During our retreat meal times were a big deal. We spent our time in Silence after the retreat talks, Mass and at night. If we wanted to have a conversation, we were supposed to travel downstairs to the break-room. The idea behind so much silence, is that this retreat was 250 women working on their personal relationship with God. Silence respects other peoples ability to listen to the quiet, still voice of God-- and also incidentally-- makes it easier for God to speak to you.
Meal times were important because it's the only time we were encouraged to talk. We were also encouraged to trust Christ by coming out of comfort zone. One concrete way was to make sure we sat with strangers at every meal, instead of clumping together with our friends.
I felt all shiny after my Saturday morning confession and decided to take that direction literally. I imagined holding Christ's hand and having Him direct me to my seat each meal. Not surprisingly, He had me bypass the jolly souls who had pretty bangs and engaging smiles. I sat with the awkward ones who sat alone at a table looking desperately afraid.
Meal one on Christ's seating chart was a jackpot. I ended up sitting next to the only Baptist at the retreat. You all know how much I adore future Protestant converts, so I listened intently to her story and prayed hard to Mother Mary all through our meal.
Meal Two seemed to be the complete opposite. I sat next to a shy mother of five, who had an extremely soft voice which was almost impossible to hear over the chatter of a 250 person dining hall. Every topic I suggested was a strike out. Things started getting painful. Our topics of conversation for 15 minutes was the elevation of certain hills in Wyoming and actual street names in her small town. I'm painfully shy as well, so when conversations start flagging with strangers, I really get sweaty palms. "I don't know what Jesus was thinking, clearly this lady and I have nothing to talk about for an hour . . ."
Just as I was really starting to panic, a friendly vet & mother of three young boys sat down on my right hand side. I thought this was my "reward" for being a good sport and eagerly started comparing working/versus homeschooling notes with her.
The friendly vet was conflicted about working part time. She had just described this lovely aspect of her work. Lonely old people with pets would schedule unnecessary appointments with her, just so they could have an excuse to talk. She said she ended up talking sharing her Catholic faith with many pet owners, because these intense conversations kept happening in her vet office.
Even so, she was worried that she was missing out by not being home with her boys full time & doing exciting things like homeschooling.
I took an excited breath and was just about to launch into my "Stay At Home Motherhood Is fabulous speech."
When the shy violet sitting next to me asserts "You've got to make sure that God wants you to plant tomatoes!!!"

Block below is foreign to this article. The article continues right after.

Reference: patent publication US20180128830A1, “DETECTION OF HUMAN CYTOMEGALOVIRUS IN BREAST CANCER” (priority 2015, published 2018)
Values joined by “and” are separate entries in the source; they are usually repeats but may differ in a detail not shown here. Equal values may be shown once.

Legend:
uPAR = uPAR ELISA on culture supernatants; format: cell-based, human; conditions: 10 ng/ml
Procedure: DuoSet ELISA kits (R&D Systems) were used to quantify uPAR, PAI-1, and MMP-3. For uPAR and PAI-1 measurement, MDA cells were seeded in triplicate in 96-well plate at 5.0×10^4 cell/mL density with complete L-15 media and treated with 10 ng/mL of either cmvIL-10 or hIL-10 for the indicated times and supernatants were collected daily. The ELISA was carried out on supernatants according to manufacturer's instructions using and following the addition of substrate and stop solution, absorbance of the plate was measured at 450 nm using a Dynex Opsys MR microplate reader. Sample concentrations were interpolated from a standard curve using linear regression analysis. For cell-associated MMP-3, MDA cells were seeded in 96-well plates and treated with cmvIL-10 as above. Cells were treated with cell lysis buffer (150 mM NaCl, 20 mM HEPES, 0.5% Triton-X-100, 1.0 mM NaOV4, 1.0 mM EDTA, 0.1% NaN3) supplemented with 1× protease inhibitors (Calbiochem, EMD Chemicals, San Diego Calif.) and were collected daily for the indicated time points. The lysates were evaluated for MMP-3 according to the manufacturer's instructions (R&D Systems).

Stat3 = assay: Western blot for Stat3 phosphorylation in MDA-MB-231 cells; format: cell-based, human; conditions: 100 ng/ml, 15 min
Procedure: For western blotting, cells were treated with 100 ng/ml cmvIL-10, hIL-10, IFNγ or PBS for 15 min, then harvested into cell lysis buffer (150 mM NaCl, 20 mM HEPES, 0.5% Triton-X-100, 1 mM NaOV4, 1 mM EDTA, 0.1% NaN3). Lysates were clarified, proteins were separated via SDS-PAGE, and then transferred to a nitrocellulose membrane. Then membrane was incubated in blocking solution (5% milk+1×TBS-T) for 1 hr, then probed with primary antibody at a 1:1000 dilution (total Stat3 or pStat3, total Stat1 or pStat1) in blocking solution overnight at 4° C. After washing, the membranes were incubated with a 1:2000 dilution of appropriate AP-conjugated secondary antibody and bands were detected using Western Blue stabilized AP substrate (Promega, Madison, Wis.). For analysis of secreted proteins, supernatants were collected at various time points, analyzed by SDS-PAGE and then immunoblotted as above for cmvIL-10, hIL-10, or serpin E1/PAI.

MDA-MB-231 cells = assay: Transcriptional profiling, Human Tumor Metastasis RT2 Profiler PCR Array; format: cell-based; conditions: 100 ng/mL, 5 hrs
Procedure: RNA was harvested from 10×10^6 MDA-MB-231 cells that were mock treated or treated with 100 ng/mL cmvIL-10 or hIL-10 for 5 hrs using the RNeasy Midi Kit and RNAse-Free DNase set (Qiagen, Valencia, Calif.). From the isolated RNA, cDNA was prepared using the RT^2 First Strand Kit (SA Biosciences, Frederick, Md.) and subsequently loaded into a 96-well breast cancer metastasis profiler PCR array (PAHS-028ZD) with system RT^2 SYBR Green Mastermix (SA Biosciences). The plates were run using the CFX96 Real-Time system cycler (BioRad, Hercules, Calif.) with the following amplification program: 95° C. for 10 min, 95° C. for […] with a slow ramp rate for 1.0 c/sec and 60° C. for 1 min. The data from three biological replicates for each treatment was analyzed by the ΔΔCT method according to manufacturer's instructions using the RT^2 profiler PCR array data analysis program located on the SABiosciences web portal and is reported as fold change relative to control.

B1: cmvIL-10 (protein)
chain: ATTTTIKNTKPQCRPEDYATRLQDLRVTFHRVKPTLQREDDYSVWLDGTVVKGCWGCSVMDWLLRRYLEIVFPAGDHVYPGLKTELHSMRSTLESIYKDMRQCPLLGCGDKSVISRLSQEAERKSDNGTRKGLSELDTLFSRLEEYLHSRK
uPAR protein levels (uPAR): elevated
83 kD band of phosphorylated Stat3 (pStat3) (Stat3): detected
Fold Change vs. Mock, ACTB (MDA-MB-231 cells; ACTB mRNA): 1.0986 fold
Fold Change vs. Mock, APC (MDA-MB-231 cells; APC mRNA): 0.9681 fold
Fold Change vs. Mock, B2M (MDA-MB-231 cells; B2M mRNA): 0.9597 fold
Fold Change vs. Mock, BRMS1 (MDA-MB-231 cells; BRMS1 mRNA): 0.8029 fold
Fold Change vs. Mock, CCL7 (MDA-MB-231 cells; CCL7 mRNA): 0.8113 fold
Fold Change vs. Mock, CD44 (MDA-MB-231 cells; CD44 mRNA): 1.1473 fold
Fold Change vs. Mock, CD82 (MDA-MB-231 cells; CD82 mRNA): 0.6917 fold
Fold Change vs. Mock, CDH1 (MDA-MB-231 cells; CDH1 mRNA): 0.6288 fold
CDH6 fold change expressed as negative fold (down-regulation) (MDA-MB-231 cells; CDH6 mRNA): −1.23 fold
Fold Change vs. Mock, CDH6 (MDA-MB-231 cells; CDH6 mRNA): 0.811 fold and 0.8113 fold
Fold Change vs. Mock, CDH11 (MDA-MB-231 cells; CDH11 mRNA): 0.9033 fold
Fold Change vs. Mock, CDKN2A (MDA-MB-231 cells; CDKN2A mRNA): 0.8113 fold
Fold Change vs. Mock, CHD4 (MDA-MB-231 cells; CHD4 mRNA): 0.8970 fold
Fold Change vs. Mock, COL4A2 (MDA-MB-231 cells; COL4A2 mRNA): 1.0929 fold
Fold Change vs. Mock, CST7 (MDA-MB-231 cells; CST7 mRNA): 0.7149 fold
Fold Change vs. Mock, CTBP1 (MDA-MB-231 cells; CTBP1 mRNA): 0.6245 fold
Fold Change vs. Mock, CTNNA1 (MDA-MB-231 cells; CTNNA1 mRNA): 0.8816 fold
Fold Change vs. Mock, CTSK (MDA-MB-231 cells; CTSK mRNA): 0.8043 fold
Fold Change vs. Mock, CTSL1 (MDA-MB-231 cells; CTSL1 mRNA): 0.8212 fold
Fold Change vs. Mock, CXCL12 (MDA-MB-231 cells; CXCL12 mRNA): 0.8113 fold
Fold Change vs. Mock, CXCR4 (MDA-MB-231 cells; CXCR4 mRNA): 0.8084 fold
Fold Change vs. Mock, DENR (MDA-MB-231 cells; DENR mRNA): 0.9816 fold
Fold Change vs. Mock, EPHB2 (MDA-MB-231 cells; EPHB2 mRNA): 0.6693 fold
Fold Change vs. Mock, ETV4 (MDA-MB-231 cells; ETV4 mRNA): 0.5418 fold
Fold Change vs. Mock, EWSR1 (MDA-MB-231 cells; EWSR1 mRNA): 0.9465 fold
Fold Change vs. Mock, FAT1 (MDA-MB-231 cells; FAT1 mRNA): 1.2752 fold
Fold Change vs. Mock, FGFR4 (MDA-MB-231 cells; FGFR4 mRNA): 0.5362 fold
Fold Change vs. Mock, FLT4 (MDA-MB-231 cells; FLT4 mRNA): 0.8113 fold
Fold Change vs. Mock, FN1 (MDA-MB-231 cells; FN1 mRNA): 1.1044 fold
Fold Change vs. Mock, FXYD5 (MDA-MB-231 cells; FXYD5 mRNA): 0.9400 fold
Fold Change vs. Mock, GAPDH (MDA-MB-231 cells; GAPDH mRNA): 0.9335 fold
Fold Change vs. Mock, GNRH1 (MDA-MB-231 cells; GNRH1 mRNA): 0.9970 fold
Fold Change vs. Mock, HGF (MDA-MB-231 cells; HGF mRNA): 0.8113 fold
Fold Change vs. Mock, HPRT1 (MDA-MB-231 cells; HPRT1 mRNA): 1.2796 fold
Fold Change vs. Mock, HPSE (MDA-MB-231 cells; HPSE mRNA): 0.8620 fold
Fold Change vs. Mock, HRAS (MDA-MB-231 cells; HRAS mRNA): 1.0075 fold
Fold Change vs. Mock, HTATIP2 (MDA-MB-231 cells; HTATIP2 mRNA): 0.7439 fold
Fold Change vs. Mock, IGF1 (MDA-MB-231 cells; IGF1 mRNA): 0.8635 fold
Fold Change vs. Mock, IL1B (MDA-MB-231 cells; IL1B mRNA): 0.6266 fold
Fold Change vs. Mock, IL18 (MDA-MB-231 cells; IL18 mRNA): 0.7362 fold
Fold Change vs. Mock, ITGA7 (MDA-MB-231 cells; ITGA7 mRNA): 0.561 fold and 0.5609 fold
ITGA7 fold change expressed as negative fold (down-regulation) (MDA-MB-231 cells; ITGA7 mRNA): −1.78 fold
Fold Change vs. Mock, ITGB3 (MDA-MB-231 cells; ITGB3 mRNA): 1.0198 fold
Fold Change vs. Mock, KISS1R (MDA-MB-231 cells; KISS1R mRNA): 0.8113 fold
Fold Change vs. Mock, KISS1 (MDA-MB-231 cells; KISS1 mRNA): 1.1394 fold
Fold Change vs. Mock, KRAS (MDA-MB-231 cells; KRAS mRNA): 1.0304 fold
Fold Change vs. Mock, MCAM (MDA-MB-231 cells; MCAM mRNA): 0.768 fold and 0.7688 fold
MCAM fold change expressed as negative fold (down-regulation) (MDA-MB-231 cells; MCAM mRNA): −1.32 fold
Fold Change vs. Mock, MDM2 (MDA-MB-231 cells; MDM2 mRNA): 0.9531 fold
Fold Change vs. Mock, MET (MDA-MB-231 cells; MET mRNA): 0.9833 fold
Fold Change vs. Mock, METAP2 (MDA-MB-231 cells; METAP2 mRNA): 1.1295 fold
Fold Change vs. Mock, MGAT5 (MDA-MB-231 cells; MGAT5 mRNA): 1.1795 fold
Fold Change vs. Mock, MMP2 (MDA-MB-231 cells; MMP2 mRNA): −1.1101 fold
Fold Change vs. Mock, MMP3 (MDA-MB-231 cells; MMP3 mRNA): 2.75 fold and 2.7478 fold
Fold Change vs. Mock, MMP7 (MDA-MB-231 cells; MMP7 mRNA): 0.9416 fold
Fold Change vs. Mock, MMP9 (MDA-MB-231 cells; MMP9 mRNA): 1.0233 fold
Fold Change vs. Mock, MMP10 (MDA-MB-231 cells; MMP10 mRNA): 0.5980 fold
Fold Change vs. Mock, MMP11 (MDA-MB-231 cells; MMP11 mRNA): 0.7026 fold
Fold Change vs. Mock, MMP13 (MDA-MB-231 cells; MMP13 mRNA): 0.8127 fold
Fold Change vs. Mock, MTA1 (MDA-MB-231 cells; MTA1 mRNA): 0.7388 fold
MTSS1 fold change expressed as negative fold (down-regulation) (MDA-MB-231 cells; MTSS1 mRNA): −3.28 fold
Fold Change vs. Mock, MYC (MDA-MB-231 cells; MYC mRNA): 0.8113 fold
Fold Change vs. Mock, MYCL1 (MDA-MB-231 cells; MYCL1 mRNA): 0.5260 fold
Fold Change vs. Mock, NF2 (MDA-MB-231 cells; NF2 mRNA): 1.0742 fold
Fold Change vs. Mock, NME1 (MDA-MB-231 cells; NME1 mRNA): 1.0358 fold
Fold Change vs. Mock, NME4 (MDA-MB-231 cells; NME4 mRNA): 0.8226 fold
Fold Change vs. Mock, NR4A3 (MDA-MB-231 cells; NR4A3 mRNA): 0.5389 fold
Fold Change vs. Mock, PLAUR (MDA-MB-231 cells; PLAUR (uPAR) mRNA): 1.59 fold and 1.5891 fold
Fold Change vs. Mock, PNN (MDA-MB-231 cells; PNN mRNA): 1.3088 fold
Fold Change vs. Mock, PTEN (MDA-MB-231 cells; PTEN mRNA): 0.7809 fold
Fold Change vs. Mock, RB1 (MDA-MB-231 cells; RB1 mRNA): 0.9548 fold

That statement was so odd, the vet & I were stunned into silence.
Recovering her shy, whispering voice, she tells this story. "Once I was flipping through the TV channels and I heard this lady talking about planting tomatoes with her neighbor. Her neighbor wanted a crop of tomatoes and she thought that was a great idea. They bought seeds together. They worked on clearing a big patch of garden. They planted the tomatoes at the same time. They weeded the tomatoes. Over the summer, the tomato patch because a big pain. The lady always needed to weed it. Finally, in August she goes outside and finds her giant tomato crop crawling with bugs. The whole tomato thing was a giant bust. A few days later, she talks to her neighbor. "Sorry the bugs came and ate our tomatoes." The neighbor says "What are you talking about." Her crop, which stands only a few feet away is completely pristine. Not a bug in sight."
The lady was mad. She took the matter up in prayer. "This isn't fair God. I did all the same stuff as my neighbor. How come she has beautiful tomatoes and I've wasted all that time on nothing." God's response "I didn't want you to plant tomatoes."
I was completely blown away by this story. I mean it's, tomatoes. How can God not want you to plant tomatoes. Gardening is a great good, right. You get to eat cheap organic produce and spend time in the sunshine. What can possibly be wrong with planting tomatoes?
My shy seat mate explained, "but God didn't ask her to plant the tomatoes. Maybe she was supposed to spent that time in a greater good, like reading to her kids or visiting a sick aunt."
So that tomato story from the woman I thought had nothing to talk with me about, is defiantly on my mind. You can't assume that God wants you to do something just because you see your neighbor doing it. You've got to check in and confirm this is God's will for your life. This "check in" doesn't just apply to big things like your choice of a spouse. You need to check in on life's little projects as well.
The tomato story is such a clear metaphor for the "I'm the vine you are the branches, only good fruit comes from me."
Hopefully, I'll be more meek before suggesting "this is how you should mother" in the future as well.